And exercise^^ Come on^^ Ok, I do come from a different league (I used to do martial arts, till my doctor said I can’t anymore, then I switched to “small scale” body building and cycling). The stuff you do in Eye Toy Kinetic you do it for fun, not for exercise (well, to me exercise IS fun^^).

  • You forgot paintball as it compares to COD4. Of course it’s more expensive and painful.

  • François

    I think video games offer an unfair competition to more traditional individual leisure because it immerses the player through the use of images sound and interactivity. Something that a book or a movie can`t completely do. I no longer read novel, I only read about essais about politics, wars, environment…something video games can`t do yet.

    In term of social leisure, board games (from settlers of catan to taboo) are more accessible than video games and provide more fun, in my opinion. You also have to look at other player and chat instead staring at a screen.

  • Darrin

    Segitz, darts won’t completely disappear, but I think that video games compete for the same leisure hours. They definitely both have their pros and cons and they aren’t exclusive (many do both), but in general, games like Counterstrike fill the same need for social casual leisure that darts and shooting pool do.

    Francois, board games have been replaced by video games a long time ago. There are still groups that play them, but they used to be far more popular.

    I also agree regarding books: I have given up on enjoying novels as well. I like books and I like fiction in non-book form (movies, tv, games), and I’ve tried many times to get into novels, but I’ve given up.

  • Burten

    Purist got a good point. Paintball is a a good parallell to games like COD4.
    Just more fun 😀

  • As to the narative part, I think CoD4 fits in there perfectly. Instead of a good book I’ll take CoD4 (Single Player) any day. I don’t think that GTA really fits the category. Agreed there is a singular storyline, but there is so much other trivial stuff that interferes with the general storyline that some of the depth, the loosing yourself in the story, gets lost. Which is absolutely not the case with CoD4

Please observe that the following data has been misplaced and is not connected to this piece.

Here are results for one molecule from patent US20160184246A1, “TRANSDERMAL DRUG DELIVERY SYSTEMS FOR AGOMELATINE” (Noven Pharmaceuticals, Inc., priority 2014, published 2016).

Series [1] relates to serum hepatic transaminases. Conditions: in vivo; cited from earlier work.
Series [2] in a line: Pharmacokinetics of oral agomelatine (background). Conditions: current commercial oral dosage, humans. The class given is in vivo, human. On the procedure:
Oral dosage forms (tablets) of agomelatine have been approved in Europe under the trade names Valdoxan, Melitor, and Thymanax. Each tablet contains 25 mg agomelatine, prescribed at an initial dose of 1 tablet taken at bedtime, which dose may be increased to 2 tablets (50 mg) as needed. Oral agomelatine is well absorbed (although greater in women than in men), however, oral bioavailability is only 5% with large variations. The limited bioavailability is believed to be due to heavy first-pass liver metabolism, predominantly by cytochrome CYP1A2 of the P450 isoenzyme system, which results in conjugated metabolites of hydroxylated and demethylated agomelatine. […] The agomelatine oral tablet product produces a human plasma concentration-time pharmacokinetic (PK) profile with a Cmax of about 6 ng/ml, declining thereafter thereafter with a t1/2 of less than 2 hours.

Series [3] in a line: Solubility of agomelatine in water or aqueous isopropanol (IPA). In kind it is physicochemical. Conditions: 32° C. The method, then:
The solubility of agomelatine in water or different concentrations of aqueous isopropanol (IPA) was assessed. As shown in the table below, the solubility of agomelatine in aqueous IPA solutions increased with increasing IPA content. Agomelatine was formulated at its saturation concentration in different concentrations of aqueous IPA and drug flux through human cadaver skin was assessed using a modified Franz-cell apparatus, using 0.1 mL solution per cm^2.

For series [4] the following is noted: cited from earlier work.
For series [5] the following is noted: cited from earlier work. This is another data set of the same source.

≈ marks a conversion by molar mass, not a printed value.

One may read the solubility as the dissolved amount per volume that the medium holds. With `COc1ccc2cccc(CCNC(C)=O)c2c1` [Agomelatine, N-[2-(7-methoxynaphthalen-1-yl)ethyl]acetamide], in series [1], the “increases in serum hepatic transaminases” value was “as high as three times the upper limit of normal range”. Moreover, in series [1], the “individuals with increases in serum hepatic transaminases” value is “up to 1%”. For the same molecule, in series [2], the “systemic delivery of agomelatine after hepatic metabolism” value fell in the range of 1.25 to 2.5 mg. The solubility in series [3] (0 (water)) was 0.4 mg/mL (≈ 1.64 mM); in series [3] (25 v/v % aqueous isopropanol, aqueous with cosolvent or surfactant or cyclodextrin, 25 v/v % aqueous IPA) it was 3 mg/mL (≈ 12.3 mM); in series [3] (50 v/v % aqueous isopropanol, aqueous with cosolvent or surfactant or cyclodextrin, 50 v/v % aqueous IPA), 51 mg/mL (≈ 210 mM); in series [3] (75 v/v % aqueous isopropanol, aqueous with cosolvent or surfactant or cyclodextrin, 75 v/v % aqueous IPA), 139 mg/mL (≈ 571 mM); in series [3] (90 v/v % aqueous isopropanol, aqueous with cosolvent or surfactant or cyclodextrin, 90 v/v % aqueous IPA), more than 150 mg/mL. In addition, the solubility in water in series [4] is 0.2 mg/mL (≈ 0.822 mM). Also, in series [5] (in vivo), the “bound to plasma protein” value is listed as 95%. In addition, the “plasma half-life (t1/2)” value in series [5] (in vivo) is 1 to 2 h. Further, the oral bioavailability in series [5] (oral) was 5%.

• One from me and Tosh:

    Tekken, Virtua Fighter etc compared to real life Martial Arts training.

    I love MA training and nothing can replicate the buzz you get from pulling of a submission or doing a technique that you’ve struggled with for months, or the buzz from sparring.

    Obviously playing Tekken or Virtua Fighter etc present less of a risk from injuries (apart from repetitive strain injuries), but despite my wrecked body, I wouldn’t give up my training for anything.

    I don’t class Martial Arts training as a “leisure activity’ though.

  • I don’t know if Guitar Hero and playing guitar are perfect substitutes. There’s so much more skill involved in playing a guitar AND practicing SUCKS. Playing a guitar is fun, but to be able to do it, you need to log hours and hours of time doing scales. And it hurts your hand more.

  • I totally agree with most of the post. But I don’t like multiplayer games as much as most. I don’t have a lot of friends.